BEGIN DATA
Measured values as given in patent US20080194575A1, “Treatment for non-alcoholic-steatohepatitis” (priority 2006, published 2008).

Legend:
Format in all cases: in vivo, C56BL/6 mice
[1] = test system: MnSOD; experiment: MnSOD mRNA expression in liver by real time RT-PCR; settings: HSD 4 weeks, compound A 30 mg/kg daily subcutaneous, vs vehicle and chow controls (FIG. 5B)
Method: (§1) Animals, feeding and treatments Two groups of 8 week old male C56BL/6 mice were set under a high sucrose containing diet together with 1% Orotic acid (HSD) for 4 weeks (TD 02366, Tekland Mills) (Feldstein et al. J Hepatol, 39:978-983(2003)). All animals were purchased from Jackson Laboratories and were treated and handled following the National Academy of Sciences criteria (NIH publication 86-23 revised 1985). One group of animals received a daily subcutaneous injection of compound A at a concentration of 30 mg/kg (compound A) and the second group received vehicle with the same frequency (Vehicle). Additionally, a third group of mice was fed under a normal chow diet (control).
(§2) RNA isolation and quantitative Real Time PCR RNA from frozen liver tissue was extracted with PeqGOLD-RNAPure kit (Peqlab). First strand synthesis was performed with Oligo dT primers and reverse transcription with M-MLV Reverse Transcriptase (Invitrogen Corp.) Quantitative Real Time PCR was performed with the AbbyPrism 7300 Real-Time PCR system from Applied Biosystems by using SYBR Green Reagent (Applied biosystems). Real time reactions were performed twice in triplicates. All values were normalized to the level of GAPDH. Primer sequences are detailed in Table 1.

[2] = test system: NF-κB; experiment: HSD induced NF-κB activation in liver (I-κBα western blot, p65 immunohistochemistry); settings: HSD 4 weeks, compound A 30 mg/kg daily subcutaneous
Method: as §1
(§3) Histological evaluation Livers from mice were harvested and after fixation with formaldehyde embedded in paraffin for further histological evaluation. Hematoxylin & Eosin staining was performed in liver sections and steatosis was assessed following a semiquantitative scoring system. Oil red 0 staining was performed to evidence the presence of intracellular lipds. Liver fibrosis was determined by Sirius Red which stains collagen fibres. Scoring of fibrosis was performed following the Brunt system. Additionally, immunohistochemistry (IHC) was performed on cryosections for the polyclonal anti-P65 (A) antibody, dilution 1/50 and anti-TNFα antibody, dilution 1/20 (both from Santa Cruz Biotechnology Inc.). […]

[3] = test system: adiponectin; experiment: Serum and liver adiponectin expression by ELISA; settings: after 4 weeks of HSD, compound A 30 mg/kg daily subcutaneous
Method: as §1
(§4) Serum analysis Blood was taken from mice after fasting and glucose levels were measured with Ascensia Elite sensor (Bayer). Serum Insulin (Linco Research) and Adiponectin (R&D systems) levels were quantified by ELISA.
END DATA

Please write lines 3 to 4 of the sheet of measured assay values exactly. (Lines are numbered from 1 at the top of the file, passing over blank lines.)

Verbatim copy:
Format in all cases: in vivo, C56BL/6 mice
[1] = test system: MnSOD; experiment: MnSOD mRNA expression in liver by real time RT-PCR; settings: HSD 4 weeks, compound A 30 mg/kg daily subcutaneous, vs vehicle and chow controls (FIG. 5B)